The latest edition of the Top500 list of the world's fastest supercomputers has been revealed, with Frontier holding onto its top spot for another six months.

For the time being, Frontier is also the only exascale system recognized in the list.

Frontier Supercomputer exascale

Housed at the Oak Ridge National Laboratory, Frontier has held number one since the June 2022 list. The supercomputer has an HPL (high performance Linpack) benchmark score of 1.194 exaflops, uses AMD Epyc 64C 2GHz processors, and is based on the HPE Cray EX235a architecture. The system has a total of 8,699,904 combined GPU and CPU cores, and uses HPE's Slingshot 11 network for data transfer. The supercomputer has also been awarded 8th place on the Green500, a biannual ranking of supercomputers by energy efficiency.

The second place spot has been taken up by the new Aurora system which is housed at the Argonne Leadership Computing Facility in Illinois, US.

Aurora received an HPL score of 585.34 petaflops, but this was based on only half of the planned final system. In total, Aurora is expected to reach a peak performance of over two exaflops when complete.

The Aurora supercomputer is built by Intel and is based on the HPE Cray EX-Intel Exascale Compute Blade, using Intel Xeon CPU Max series processors (Aka Sapphire Rapids) and Data Center GPU Max Series accelerators, and relies on HPE's Slingshot-11 network interconnect.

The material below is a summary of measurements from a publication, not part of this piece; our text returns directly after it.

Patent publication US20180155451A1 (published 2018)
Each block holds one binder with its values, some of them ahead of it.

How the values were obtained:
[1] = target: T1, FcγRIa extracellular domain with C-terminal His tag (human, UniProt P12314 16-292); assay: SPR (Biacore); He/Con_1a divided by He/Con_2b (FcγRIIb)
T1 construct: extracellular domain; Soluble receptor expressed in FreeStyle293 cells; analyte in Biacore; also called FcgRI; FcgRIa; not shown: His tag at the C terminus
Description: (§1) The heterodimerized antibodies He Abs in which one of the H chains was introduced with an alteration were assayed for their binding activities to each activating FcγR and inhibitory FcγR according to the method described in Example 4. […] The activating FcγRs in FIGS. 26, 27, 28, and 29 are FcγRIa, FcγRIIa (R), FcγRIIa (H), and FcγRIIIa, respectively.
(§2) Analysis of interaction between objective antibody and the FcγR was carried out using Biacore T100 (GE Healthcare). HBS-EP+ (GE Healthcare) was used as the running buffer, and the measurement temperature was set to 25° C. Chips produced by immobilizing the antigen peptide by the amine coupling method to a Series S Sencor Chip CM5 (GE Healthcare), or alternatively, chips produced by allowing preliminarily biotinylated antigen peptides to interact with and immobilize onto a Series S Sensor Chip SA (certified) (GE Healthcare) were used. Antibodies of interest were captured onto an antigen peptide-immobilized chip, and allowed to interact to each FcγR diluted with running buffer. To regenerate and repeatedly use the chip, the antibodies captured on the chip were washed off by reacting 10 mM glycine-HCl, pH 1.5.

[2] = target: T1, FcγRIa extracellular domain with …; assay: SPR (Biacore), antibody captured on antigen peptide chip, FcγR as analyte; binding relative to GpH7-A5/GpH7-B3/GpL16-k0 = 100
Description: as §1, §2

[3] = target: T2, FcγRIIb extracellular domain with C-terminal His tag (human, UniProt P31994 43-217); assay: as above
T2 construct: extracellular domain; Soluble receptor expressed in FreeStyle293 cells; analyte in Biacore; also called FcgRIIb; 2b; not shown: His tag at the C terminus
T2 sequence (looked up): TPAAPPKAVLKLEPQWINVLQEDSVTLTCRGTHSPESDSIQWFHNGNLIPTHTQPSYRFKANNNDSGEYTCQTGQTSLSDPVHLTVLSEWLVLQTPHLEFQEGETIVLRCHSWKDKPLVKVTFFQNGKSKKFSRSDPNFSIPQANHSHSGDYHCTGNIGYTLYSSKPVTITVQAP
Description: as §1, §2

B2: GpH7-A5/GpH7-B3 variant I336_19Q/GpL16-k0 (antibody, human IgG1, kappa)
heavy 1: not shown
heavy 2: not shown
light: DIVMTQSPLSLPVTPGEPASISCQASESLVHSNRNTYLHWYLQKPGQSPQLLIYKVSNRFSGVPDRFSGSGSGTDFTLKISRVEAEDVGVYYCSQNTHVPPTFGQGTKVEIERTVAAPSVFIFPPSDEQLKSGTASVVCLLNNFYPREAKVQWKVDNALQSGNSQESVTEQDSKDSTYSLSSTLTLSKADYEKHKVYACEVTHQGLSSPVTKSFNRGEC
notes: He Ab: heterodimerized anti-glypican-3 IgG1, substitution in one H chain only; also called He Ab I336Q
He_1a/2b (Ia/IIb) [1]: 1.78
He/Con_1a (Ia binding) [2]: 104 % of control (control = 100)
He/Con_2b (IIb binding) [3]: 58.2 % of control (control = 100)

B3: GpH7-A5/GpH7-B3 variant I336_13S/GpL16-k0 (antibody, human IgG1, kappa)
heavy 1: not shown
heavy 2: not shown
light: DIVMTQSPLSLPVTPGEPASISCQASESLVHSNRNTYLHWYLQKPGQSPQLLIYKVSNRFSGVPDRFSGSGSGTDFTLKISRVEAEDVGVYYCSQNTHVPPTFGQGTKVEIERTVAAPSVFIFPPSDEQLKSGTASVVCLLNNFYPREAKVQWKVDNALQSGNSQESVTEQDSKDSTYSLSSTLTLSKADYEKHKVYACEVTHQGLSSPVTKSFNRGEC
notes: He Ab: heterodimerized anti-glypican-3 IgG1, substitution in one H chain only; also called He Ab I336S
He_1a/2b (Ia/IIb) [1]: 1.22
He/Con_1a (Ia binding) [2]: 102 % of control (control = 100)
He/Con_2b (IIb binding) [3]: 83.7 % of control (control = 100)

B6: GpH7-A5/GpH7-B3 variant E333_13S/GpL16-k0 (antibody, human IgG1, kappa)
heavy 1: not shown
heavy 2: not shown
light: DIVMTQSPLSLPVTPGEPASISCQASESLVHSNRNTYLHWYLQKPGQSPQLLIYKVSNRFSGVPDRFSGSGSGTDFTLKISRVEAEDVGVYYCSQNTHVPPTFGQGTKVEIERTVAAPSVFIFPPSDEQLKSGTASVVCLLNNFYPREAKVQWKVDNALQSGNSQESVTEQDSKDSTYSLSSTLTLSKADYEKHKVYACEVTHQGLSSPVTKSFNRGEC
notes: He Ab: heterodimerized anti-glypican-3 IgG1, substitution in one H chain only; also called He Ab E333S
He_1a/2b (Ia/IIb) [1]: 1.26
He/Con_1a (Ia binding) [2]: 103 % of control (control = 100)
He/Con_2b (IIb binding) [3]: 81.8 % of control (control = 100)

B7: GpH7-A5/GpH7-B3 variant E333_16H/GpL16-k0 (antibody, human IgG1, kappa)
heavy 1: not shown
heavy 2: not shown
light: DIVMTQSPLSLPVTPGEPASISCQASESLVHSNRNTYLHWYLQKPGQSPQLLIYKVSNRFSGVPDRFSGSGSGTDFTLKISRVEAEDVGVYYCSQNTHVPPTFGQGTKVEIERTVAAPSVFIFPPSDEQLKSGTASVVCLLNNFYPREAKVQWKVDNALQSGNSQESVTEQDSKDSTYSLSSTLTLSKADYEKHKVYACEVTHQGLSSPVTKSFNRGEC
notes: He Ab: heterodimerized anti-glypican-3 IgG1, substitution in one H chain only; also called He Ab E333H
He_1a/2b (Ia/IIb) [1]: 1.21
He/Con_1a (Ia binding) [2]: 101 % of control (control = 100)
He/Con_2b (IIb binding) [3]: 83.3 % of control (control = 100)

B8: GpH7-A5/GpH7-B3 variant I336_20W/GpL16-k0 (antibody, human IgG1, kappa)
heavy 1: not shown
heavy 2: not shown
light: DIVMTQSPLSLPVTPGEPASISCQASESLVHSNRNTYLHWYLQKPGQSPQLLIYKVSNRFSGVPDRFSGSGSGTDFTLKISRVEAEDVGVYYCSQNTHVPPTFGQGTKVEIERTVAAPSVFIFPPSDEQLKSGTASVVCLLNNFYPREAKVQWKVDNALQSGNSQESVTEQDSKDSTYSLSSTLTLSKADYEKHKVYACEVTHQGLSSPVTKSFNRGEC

The number three spot has been awarded to Eagle, installed in the Microsoft Azure Cloud. With an HPL score of 561.2 petaflops, this is the highest ranking a cloud supercomputer has ever reached. The Eagle system is based on Intel Xeon Platinum 8480C processors and Nvidia H100 accelerators.

Fugaku, previously holding number two, has fallen to number four on the list. Based in Kobe, Japan, Fugaku has an HPL score of 443.01 petaflops, and is the highest-ranked system outside of the US.

Fifth place goes to LUMI in Kajaani, Finland, with an HPL of 379.7 petaflops. LUMI has undergone several upgrades, and its HPL has increased from 309.1 petaflops in the June 2023 list.

Sixth through tenth place is as follows: Leonardo, in Cinceca, Italy; Summit, in Tennessee, US; MareNostrum 5 ACC in Barcelona, Spain; the Eos Nvidia DGX superpod in the US; and Sierra at the Lawrence Livermore National Laboratory in California.

Other notable trends in the latest Top500 list include the prevalence of Intel Sapphire Rapids processors, which have been used in 20 systems across the whole list, and five in the top 10 (Aurora, Eagle, Leonardo, MareNostrum 5 ACC and Eos).

The US has 161 supercomputers featured on the list, while China has 104 - taking first and second in the race for the countries with most computing power.

Finally, in terms of interconnect, Ethernet remains the most used, with Infiniband coming at a close second. Omnipath has third place, while custom interconnects retained fourth.

While Frontier remains the only recognized Exascale system, several others are underway.

In the US, Aurora is set to exceed Frontier, and a two exaflop system, El Capitan, is being installed at the Lawrence Livermore National Laboratory.

The UK is developing an Exascale supercomputer which will be housed at the University of Edinburgh, with the first phase of installation set to begin in 2025.

The Jules Verne consortium in Paris, France, is set to host another unnamed exascale computer as part of the European High-Performance Computing Joint Undertaking (EuroHPC JU).

Another EuroHPC JU supercomputer, Jupiter, will be housed in the Forschungszentrum Jülich facilities in Germany and is expected to be Europe's first exascale system.

In 2022, it was revealed that the Chinese government may be set to operate as many as 10 exascale supercomputers by 2025. According to reports, the country secretly set up an exascale system in 2021 and already has a second known as Tianhe-3. Neither of these has been verified by the Top500 list.